By MICHAEL WAGAMAN
SANTA CLARA, Calif. — Frank Gore doesn’t see turning 30 as a bad thing, even if it’s the age when most NFL running backs start to decline.
If anything, the San Francisco 49ers’ career rushing leader has embraced the milestone and sees it as another means of motivation.
“I love it,” Gore said Thursday outside of the 49ers’ locker room.
“I feel like every year it’s something with me. I have to overcome everything, every year. Now that I’m 30 I just have to keep working and training hard.”
Not that Gore has ever needed extra incentive.
Whether it was being bypassed in the 2005 draft when he was the sixth running back selected or the string of injuries he’s endured and overcome since then, Gore has always felt the need to prove people wrong.
The 49ers clearly know Gore’s value and have limited his participation in the offseason workouts, including this week’s three-day minicamp.
San Francisco hopes the time off will help keep Gore fresher for the regular season. He’s topped 1,000 yards in six of the past seven years, but he’s also had a tendency to wear down late in the season.
Since the end of the 2009 season, Gore has failed to record a 100-yard game in the months of November and December. He rebounded to top that mark twice in the playoffs last season, including in the 49ers’ Super Bowl loss to Baltimore when Gore ran for 110 yards and a touchdown.
That wasn’t enough to silence the critics. And when Gore turned 30 on May 14, the doubts seemed to increase.
Even his spot on a recently released list of the top 100 players in the NFL didn’t sit well with the ninth-year veteran. Gore was No. 32.
“They said he’s turning 30 and he might not have (any) more left,” Gore said. “I like that type of stuff. Whenever (the 49ers) let me get on the field, I’m going to go hard and prove everybody wrong again.”
Just when Gore will be on the field is the question.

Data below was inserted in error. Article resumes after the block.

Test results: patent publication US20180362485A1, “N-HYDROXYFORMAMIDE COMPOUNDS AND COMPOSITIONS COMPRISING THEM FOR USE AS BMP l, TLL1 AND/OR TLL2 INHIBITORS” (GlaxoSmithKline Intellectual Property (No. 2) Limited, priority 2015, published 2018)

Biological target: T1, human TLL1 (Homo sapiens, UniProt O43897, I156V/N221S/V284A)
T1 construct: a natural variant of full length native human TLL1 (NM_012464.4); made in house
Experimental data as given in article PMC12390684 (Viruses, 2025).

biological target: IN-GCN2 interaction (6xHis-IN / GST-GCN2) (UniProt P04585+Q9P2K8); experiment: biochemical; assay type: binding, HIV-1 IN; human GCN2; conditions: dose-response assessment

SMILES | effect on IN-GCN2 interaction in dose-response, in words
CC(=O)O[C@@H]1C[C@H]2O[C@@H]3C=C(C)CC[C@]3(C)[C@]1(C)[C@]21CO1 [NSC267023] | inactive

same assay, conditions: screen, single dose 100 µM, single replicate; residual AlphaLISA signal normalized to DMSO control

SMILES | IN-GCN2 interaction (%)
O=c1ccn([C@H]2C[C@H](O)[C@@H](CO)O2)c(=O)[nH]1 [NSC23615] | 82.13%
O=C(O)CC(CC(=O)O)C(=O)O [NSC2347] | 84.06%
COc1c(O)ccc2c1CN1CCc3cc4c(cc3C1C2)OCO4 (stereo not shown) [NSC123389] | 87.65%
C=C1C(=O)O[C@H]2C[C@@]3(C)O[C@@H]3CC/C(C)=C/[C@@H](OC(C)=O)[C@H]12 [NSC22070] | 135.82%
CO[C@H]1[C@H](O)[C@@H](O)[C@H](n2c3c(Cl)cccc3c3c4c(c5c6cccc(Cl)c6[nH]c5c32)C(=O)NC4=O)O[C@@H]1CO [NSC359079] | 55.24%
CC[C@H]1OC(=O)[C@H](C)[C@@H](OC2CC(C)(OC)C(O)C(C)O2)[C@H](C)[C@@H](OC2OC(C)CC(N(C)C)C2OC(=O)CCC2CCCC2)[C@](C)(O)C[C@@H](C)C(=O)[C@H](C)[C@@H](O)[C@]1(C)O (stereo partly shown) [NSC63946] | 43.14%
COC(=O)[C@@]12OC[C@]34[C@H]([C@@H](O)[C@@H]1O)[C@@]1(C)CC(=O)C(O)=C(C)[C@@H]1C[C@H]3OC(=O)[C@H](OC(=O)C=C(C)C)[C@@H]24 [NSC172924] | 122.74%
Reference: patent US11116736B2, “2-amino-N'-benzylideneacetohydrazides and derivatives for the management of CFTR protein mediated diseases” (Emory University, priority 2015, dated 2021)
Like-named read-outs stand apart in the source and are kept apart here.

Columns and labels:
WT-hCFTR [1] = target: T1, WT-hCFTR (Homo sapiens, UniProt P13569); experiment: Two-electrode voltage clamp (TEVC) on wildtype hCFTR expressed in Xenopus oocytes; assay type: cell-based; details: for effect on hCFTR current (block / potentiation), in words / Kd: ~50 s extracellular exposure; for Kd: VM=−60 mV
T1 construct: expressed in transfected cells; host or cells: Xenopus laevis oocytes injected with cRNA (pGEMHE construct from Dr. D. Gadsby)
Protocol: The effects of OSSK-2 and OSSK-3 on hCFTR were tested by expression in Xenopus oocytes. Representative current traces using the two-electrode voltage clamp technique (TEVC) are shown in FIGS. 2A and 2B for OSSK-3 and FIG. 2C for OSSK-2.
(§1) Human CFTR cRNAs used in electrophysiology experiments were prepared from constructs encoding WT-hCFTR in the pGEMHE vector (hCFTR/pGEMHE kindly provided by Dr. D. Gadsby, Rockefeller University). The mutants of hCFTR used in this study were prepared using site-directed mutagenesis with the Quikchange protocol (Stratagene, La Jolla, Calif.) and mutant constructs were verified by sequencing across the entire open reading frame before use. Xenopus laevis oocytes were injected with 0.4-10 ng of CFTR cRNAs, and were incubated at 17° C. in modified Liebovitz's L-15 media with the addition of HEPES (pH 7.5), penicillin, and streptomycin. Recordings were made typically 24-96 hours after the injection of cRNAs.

While he’s done some light individual work, the 49ers have not let him take part in any on-field practices. He was a spectator at practice Thursday and likely won’t put on pads until San Francisco opens training camp in July.
That led to speculation that Gore might be nursing an injury. But when questioned about it on Thursday, Gore was as elusive as he has been on the field.
“I’m cool, I’m good,” he said. “I’m just listening to (head trainer Jeff Ferguson). He told me he didn’t want me doing anything right now, and I’m listening. I’m just getting my body back. I want to be fresh whenever I get back on the field.”
Keeping Gore fresh is critical considering the health of some of San Francisco’s other running backs.
Kendall Hunter, the top backup behind Gore, is still mending from a torn Achilles tendon he suffered last season. Rookie Marcus Lattimore, one of the team’s two fourth-round draft picks, is also trying to come back after an injury-filled college career that included a career-threatening right knee injury in 2012.
Gore and Lattimore have formed a kinship of sorts because of their similar histories. Gore suffered serious injuries to both knees while in college before rebounding to become a four-time Pro Bowl running back for the 49ers.
“He’s a good kid,” Gore said of Lattimore. “I went through the same thing, being one of the best backs at the school and getting drafted late in the rounds and you don’t know if you could get back to (being) you. I’m pulling for him.”